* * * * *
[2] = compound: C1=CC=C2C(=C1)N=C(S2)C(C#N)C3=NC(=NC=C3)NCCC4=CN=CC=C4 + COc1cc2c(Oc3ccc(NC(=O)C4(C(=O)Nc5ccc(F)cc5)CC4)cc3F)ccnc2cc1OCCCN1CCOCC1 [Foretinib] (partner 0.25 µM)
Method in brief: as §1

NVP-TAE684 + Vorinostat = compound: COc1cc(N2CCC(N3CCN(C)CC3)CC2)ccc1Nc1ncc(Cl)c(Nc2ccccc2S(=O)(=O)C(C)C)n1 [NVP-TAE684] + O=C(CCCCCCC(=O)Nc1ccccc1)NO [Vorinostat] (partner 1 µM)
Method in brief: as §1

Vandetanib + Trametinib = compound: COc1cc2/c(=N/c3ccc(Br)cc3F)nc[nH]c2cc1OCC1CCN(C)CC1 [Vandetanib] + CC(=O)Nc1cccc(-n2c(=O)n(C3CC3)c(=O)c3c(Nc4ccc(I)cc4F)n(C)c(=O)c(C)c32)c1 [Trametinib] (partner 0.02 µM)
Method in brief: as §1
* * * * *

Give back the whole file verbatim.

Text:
[2] = compound: C1=CC=C2C(=C1)N=C(S2)C(C#N)C3=NC(=NC=C3)NCCC4=CN=CC=C4 + COc1cc2c(Oc3ccc(NC(=O)C4(C(=O)Nc5ccc(F)cc5)CC4)cc3F)ccnc2cc1OCCCN1CCOCC1 [Foretinib] (partner 0.25 µM)
Method in brief: as §1

NVP-TAE684 + Vorinostat = compound: COc1cc(N2CCC(N3CCN(C)CC3)CC2)ccc1Nc1ncc(Cl)c(Nc2ccccc2S(=O)(=O)C(C)C)n1 [NVP-TAE684] + O=C(CCCCCCC(=O)Nc1ccccc1)NO [Vorinostat] (partner 1 µM)
Method in brief: as §1

Vandetanib + Trametinib = compound: COc1cc2/c(=N/c3ccc(Br)cc3F)nc[nH]c2cc1OCC1CCN(C)CC1 [Vandetanib] + CC(=O)Nc1cccc(-n2c(=O)n(C3CC3)c(=O)c3c(Nc4ccc(I)cc4F)n(C)c(=O)c(C)c32)c1 [Trametinib] (partner 0.02 µM)
Method in brief: as §1